The next two weeks are busy, but pretty exciting ones for me. So I thought I would use todays post as an advertisement for myself and some of these cool events.
First, I head east on Friday to Dumbarton Oaks in Washington, DC for their spring colloquium on Byzantine archaeology. This spring it will focus on survey archaeology in a Byzantine context. This is the third colloquium focusing on Byzantine archaeology. My notes on the second colloquium are here, and Kostis Kourelis’s notes on the first colloquium are here. This year’s colloquium will be more focused on a specific practice and its relation to Byzantine archaeology rather than on the field in general or its relation to long standing institutions. Here’s a link to the colloquium and the program. It will be interesting to hear whether the field of Byzantine archaeology manifests at particular distinction or cohesion at the level of practice.
On my return to North Dakota, my buddy Bret Weber and I head south to North Dakota State University in Fargo to present on our research on man camps in the Bakken oil patch. This talk will be our first formal academic talk as a research team (rather than just on our own) and will hopefully present a more advanced state of our research than any point before. The talk is on April 3rd from 2-3:30 in MU Rose Room.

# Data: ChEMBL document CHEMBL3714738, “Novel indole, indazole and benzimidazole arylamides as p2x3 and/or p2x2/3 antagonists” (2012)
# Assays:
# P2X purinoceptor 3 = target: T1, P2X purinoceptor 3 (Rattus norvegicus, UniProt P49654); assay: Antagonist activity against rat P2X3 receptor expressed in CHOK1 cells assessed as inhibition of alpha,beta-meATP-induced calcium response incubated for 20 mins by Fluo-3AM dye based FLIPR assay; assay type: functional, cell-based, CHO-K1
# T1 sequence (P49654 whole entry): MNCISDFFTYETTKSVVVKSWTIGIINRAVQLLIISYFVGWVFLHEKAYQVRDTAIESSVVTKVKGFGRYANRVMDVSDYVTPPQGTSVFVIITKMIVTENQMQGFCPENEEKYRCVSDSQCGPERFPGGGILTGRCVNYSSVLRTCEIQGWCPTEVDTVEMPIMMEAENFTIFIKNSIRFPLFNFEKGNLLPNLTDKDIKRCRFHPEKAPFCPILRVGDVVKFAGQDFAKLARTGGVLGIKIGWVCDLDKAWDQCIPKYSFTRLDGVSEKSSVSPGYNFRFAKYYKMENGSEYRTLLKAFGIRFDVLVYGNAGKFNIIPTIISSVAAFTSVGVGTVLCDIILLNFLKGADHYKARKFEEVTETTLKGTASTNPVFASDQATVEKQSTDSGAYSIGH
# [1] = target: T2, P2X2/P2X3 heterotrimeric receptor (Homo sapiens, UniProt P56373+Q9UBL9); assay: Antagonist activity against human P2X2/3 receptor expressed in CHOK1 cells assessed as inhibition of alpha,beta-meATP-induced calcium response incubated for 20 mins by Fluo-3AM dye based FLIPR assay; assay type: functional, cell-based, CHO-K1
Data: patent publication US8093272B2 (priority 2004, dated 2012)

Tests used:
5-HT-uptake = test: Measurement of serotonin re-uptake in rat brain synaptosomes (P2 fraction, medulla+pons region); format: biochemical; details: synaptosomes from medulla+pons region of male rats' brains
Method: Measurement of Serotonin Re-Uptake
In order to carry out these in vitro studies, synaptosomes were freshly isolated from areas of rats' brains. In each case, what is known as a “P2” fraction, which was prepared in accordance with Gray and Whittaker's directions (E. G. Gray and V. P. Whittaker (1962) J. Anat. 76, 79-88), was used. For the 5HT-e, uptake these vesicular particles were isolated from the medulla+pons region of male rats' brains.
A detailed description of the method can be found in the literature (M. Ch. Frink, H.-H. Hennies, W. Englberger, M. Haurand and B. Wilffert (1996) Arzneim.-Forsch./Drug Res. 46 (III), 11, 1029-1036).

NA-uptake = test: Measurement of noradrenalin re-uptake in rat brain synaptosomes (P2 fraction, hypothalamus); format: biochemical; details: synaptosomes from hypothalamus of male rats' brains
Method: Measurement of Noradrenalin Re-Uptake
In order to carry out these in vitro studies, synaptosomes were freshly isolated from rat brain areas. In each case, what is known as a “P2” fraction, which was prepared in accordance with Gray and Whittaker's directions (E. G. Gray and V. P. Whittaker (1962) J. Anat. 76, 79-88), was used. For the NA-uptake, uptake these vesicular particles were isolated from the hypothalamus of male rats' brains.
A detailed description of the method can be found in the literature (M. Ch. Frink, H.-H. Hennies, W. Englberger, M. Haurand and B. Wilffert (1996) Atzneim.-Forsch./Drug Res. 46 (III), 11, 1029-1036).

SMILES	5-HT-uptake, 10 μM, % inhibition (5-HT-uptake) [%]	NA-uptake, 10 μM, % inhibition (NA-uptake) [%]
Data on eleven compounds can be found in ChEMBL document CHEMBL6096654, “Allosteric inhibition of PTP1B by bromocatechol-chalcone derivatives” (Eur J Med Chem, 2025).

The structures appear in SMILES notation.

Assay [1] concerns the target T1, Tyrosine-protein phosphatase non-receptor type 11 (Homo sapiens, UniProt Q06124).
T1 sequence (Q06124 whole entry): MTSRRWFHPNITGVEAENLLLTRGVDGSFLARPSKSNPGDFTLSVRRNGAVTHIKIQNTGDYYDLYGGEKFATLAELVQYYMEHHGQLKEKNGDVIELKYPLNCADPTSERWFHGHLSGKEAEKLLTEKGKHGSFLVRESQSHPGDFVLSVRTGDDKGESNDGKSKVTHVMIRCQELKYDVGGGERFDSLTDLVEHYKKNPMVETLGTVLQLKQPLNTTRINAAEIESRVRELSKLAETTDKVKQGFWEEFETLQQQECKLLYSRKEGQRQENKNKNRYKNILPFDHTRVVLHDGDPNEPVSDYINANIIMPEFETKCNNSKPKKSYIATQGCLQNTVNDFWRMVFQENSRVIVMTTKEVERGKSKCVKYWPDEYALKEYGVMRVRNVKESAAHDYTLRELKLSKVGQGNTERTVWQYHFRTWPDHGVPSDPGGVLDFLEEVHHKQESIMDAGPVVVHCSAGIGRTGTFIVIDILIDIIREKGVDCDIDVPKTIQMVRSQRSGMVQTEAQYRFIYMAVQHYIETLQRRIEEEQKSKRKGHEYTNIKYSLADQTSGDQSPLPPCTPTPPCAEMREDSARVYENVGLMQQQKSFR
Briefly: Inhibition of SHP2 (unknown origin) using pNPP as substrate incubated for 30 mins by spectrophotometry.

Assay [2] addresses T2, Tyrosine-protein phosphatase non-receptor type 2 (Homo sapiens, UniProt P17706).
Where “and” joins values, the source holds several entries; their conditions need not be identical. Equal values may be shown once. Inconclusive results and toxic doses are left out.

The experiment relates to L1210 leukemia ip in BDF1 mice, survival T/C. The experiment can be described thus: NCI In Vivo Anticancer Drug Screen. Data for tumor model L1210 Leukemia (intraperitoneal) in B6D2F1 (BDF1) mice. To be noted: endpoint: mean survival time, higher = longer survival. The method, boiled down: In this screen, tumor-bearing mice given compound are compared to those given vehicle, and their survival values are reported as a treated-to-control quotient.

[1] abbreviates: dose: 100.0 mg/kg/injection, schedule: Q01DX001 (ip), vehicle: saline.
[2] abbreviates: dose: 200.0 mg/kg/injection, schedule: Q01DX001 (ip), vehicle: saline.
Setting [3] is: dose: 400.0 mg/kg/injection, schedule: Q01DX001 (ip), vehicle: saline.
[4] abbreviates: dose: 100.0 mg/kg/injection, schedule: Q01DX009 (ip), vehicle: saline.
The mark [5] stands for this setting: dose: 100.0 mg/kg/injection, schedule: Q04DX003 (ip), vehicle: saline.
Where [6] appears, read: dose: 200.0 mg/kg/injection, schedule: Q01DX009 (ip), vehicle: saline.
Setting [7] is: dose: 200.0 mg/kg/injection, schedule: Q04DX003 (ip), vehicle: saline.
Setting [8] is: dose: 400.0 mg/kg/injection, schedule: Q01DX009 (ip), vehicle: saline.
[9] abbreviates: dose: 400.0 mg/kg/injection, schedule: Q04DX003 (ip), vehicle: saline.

Finally, on Friday April 5th, Prof. Sam Fee from Washington and Jefferson College will come via the internets to the University of North Dakota to present on his work with the Pyla-Koutsopetria Archaeological Project (PKAP) on creating a web and tablet application for collecting archaeological data in the field. We alpha tested the cleverly named PKApp (get it?) this summer and wrote a short technical piece on the application this spring for Near East Archaeology. Sam and I will run the talk like conversation exploring the technical aspects of trench-side data collection, the practical concerns, and the future directions of this technology. Sam was one of the great early bloggers and technologists in Mediterranean archaeology. Check out Sam’s blog here. Sam’s talk will be at 1 pm in the Working Group in Digital and New Media lab in O’Kelly 203 at the University of North Dakota.
March 25, 2013 § 1 Comment
As many of you know, Bret Weber and I have been working on a study of the man camps associated with the North Dakota oil boom with some amazing colleagues. We call our project the North Dakota Man Camp Project. On Saturday, Bret and I had our first writing day. For about 11 hours, we sequestered ourselves to brainstorm and write.
Over that time we managed to produce a rough outline for an article, work through some of the historiography and literature review (which includes literature on social policy, archaeological theory, the New West historians, and vernacular architecture!), and start to produce actual analysis of our data.
The section included below is fresh from the document produced on Saturday and undoubtedly full of stylistic, proofreading, and thinking issues. On the other hand, it is probably our most sophisticated statement to date on our work in the Bakken.
Domesticity and Workforce Housing in the Bakken